After a long pursuit, you have won your dream client. You have a signed contract, your operations team is executing, and you are pursuing your next prospective client. You have heard nothing from your team or your client, so you assume everything is going as planned—until your client calls to tell you they are having problems.
These calls can cause you to take a defensive position. Depending on the severity of the problem, you may lose your client. Your absence can change the relationship you built over the sales conversation.
Accountability For Results
As a B2B salesperson, you are accountable for hitting your sales targets and you are accountable to your clients for the outcomes you promised them. This is true even if your operations team is responsible for delivering those outcomes. You are still accountable even if you have a customer success function.
Believing your responsibility ends with a signed contract will prevent you from having a client for life. If your contact hasn’t heard from you, your one-and-done approach can harm your relationship or cause you to lose them.
By communicating early in the execution of the results you promised, your follow-up can allow you to adjust before your client has a problem.
It Is Your Client or Someone Else’s
Your client is either your client, or they’re someone else’s. If you don’t communicate and follow up they aren’t your client. If your client only hears from you when it is time to renew their contract, you might find that, eventually, they are not interested in renewing said contract.
A salesperson who doesn’t frequently communicate with their clients opens a door for a competitor who is willing to offer their time. You can’t prevent your client from taking a meeting with your rival, but that’s far less likely to happen if you put in the effort to follow up and maintain the relationship. (See Eat Their Lunch: Winning Customers Away from Your Competition.)
In a meeting with a large client, my contact answered the phone and allowed me to listen to a competitor pitch him as to why they should replace me and my company. In that same meeting, he answered the phone again, and I listened to another competitor suggest that they would be a better partner. Before I left his office, he handed me a stack of all my competitor’s proposals and their sales collateral. He was my client.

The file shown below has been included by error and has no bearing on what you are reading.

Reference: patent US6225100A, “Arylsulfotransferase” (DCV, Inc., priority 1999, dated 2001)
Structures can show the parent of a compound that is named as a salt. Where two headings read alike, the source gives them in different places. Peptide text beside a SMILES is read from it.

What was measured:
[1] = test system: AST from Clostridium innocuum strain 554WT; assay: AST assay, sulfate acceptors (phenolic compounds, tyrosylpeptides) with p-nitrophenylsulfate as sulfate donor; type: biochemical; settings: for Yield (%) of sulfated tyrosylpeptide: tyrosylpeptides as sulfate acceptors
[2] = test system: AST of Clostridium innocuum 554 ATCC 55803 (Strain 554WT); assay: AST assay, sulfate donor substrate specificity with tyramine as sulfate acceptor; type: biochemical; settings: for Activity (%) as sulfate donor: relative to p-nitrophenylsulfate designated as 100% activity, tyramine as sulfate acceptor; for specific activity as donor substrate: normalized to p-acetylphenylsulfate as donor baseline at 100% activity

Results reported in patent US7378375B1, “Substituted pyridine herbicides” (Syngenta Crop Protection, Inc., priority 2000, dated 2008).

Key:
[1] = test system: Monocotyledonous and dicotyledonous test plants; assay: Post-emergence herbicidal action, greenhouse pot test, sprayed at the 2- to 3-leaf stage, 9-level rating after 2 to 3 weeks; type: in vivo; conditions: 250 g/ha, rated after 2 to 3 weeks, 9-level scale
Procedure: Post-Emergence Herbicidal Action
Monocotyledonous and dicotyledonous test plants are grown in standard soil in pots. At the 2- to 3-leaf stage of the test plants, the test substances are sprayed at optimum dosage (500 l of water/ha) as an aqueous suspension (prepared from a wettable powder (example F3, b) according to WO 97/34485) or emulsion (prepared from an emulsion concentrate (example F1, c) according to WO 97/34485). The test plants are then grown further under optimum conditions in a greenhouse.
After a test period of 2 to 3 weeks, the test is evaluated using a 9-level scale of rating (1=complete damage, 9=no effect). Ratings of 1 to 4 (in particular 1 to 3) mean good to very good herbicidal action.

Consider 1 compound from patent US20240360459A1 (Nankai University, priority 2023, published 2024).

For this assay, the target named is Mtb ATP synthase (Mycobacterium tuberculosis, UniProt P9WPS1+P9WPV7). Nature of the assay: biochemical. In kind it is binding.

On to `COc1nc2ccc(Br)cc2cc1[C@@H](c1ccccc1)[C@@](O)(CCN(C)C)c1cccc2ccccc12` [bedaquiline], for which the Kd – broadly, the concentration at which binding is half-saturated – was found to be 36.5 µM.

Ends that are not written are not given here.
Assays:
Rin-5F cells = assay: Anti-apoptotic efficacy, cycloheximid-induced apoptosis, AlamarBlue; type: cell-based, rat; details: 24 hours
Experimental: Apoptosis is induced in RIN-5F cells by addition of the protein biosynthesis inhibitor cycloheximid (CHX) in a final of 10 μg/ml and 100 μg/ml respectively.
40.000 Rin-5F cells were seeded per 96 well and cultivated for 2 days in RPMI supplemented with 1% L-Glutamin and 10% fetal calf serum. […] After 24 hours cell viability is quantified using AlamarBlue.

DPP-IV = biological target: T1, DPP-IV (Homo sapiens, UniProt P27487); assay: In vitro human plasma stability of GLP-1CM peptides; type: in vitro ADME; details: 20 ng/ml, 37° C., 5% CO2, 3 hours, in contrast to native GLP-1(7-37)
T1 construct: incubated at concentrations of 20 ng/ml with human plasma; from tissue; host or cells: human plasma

Sell with the aim of making clients for life. It is impossible to do this if you don’t communicate frequently or build relationships.
The Foxhole Test
Back to the client that bought from you and has a problem. They are embarrassed in front of their peers. The foxhole test will allow your client to know what kind of salesperson you are. If you are not standing next to your client in the foxhole, it is unlikely you retain your client.
By showing up and taking control of the client’s situation, you prove that you will be there for your client when they need your help. If you don’t answer your phone, you may lose your client forever.
Before Your Client Needs to Change
Over time, the external environment changes, causing clients to change. In that same time, your client’s business may run into obstacles that prevent the results they need. The cadence of your communication must provide you with an awareness of your client’s challenges as they develop. Someone will help your client deal with their problem. It could be you, or you could let someone else take on that role.
One benefit of a modern sales approach is that you keep tabs on what is going on in your client’s world. This allows you to help your client make changes before they are necessary. While I am writing this blog article, I have a link to a news story that will affect my clients (and maybe yours). You want to be the person who can see around corners, knowing what your client will need to address.
When the only time you show up to see your client is when you have a new product to sell, you are treating your client like a wallet from when you need to reach your sales goals.
The Routine Maintenance of a Client
Today in sales, there is a tendency to become transactional. Much of this results from non-tech companies following the way tech companies sell. If you are not a tech company, you should not be structured like one.
You can’t be a consultative salesperson and have transactional relationships. Consultative relationships are expensive in terms of time, attention, and energy. Think of this as routine maintenance that is easier than you might believe.
Even if you have many clients, by making two phone calls a day, you can communicate with 40 of them. Over time, you will know what clients need your time and which ones don’t need as much attention. Some clients will tell you they would like to hear from you monthly. Others may need more frequent follow-up because they need additional help.
Following Up with Existing Clients in B2B Sales
In sales, absence does not make the heart grow fonder; it makes the heart go wander. Leaving this article, list your existing clients and build a communication plan that will help you be there for them when they need you—and before they need you.
By being proactive about your client relationships, you create clients for life. Think of your career as a set of relationships. You know you have created this dynamic when your main contact leaves their company and takes you with them to their new company.
When you acquire a client, talk to them about when you will follow up. In the first follow-up, you should make certain that your client is producing the results you promised when they signed your contract. If you believe that relationships are too expensive to invest in, wait until you discover how expensive it is to not have those relationships.